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How to tell the parents when a "mean girl" is picking on your kid

Help! There’s a "mean girl" in my daughter’s class and I actually may have to make a phone call to this child's parents.

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Help! There’s a “mean girl” in my daughter’s class and I actually may have to make a phone call to this child’s parents. Making a call to another parent because their kid is not being nice to mine is definitely not something I’m looking forward to. I’ve been putting it off. Frankly, I’m scared.

In fact, I don’t even know how to make this call, because I think that even if the end result is good for my daughter, it will not be good for me. Meaning, perhaps the mother will tell her daughter to stop stealing from mine, but the parents will probably hate me. Who wants to hear from another mother that their child is a thief? I know I don’t.

At first, I went what I think is the appropriate route (perhaps the cowardly route): I spoke to the teacher about the situation. To give the teacher credit, she knew it was happening and did have a talk with the girl.

It worked…for about a week. Now the girl is back to stealing and being mean. (Seriously, why steal a pencil and crayons? Anyway…)

Ever since I found out this girl has been stealing from my daughter — as well as saying such nice things (not!) as, “I’m not going to be your friend and I’m going to take all your friends away from you” — I hide every time I see her parents. It’s like running into an ex-boyfriend you hate. I hang my head and pretend I don’t see them. I worry that if I stop to speak to them, I might yell at them.

Oh, human nature — being a parent — is confusing. Of course I don’t blame the parents, but because it’s their daughter being mean to mine, I can’t help but not think of them fondly. I hate to admit that, but it’s true.

What to do if your child is having trouble with a classmate

I talked to leading parenting expert Alyson Schafer — a psychotherapist whose latest book Ain’t Misbehavin’ is being released today — for advice.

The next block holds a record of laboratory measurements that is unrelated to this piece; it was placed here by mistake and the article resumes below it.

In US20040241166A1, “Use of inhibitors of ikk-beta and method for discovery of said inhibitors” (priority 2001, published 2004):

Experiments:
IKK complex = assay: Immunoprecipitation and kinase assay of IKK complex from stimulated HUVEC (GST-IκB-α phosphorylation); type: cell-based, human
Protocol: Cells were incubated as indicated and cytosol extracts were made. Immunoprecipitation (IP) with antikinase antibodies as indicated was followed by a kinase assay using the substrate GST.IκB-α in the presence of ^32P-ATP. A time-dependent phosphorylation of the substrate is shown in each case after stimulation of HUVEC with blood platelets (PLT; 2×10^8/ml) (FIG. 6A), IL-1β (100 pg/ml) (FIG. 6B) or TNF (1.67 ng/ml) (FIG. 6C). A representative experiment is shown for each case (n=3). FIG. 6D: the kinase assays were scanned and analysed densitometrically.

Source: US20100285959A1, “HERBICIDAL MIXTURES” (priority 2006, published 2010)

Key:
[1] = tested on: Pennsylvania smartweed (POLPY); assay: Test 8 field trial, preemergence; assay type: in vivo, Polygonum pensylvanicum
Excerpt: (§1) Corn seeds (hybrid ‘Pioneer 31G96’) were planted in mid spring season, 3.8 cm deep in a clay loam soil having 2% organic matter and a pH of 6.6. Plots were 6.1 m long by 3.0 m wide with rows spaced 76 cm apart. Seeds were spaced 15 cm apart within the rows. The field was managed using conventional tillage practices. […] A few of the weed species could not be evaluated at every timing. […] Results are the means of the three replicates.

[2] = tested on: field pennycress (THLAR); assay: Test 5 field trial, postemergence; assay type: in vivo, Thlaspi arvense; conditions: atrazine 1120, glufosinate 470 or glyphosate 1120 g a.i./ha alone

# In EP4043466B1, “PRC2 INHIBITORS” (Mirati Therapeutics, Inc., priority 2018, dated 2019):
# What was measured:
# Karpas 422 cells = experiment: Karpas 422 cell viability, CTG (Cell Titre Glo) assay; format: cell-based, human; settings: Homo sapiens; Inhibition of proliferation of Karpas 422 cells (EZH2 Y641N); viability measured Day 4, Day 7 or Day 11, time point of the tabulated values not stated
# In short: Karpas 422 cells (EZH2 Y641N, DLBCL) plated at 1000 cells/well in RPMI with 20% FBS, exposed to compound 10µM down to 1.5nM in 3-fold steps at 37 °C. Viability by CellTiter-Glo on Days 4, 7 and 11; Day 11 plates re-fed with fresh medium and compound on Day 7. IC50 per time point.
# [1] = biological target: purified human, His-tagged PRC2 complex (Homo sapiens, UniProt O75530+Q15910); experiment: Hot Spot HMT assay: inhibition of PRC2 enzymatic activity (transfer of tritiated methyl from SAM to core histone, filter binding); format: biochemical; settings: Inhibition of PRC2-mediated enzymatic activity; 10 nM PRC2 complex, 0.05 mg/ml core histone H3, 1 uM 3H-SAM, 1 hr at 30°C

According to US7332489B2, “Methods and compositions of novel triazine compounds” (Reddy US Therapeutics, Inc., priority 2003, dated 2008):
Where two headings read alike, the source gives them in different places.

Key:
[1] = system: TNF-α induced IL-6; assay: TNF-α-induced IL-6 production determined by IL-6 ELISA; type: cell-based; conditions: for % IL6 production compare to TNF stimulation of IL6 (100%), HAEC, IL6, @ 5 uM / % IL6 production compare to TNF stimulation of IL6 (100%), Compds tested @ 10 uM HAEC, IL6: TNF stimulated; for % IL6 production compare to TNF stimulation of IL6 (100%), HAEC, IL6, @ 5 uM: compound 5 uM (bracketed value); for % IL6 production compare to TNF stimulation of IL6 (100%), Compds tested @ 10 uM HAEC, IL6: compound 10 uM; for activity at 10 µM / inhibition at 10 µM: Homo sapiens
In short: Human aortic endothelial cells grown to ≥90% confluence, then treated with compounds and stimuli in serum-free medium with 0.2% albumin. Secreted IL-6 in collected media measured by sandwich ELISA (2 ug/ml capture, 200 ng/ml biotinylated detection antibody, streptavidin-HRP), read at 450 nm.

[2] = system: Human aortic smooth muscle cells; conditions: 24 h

1. She calls this the “oil and vinegar” syndrome, where children who grow up together in school and have a history go through a process of breaking up, just like us adults. It’s true my daughter and this girl have been going to school together for four years. “Children don’t know how to break up, so they do things to each other that adults wouldn’t.” (Like stealing, apparently.)

2. I worried that I was a bad person for not liking the parents as a result of their daughter’s actions, even though some of my friends who are parents say this is normal. Schafer agrees: “I think it’s only human to project. It’s human nature to point blame, because you’re feeling helpless and anger builds up.”

3. She says the parents may not be aware of their daughter’s actions. “Often kids behave differently when they are with their parents.” She does say calling another parent to, well, basically complain about their children is tricky. “Don’t triangle,” she says. “No one wants to step in other people’s business.” She says the first step is to try to “empower” my own daughter to handle the situation on her own. “You have to coach her. For example, if this girl is being mean, maybe you could ask your daughter if she needs help with a comeback or to stick up for herself when it happens. Or tell her to play with other people.” (I have. I have. I have.)

4. She also says to go to the teacher before the parents. “As parents it’s hard not to want to rescue our children from not-so-great situations. But let the teacher do her job and handle it first. She’s the ‘change agent’ during school.” However, this is a fine line, because your child probably does (at least at a young age) want you to help them out. “You don’t want your child thinking, ‘I told my mother about it and she’s not doing anything.'”

5. If I feel I eventually must call the parents, Schafer advises not to be confrontational. “There’s a social etiquette involved. You don’t want to wag fingers and blame.” What I should do is say something like, “We both have children and we both want them to get along. Have you noticed that they haven’t been getting along?” What I don’t want to do is say that their daughter is “the problem” and my daughter is “the victim.” That will just make the parents defensive, says Schafer, and they won’t be open to change. Also, I have to be prepared that this girl’s parents may not see the situation the same way I do. Where I see their daughter “stealing” they could see it as just “borrowing.” Point is, be prepared.

I so hope I don’t have to make this phone call — but at least now, thanks to Schafer, I know how to go about it if I do. Have you ever had to make a phone call to another parent? Share in the comments!

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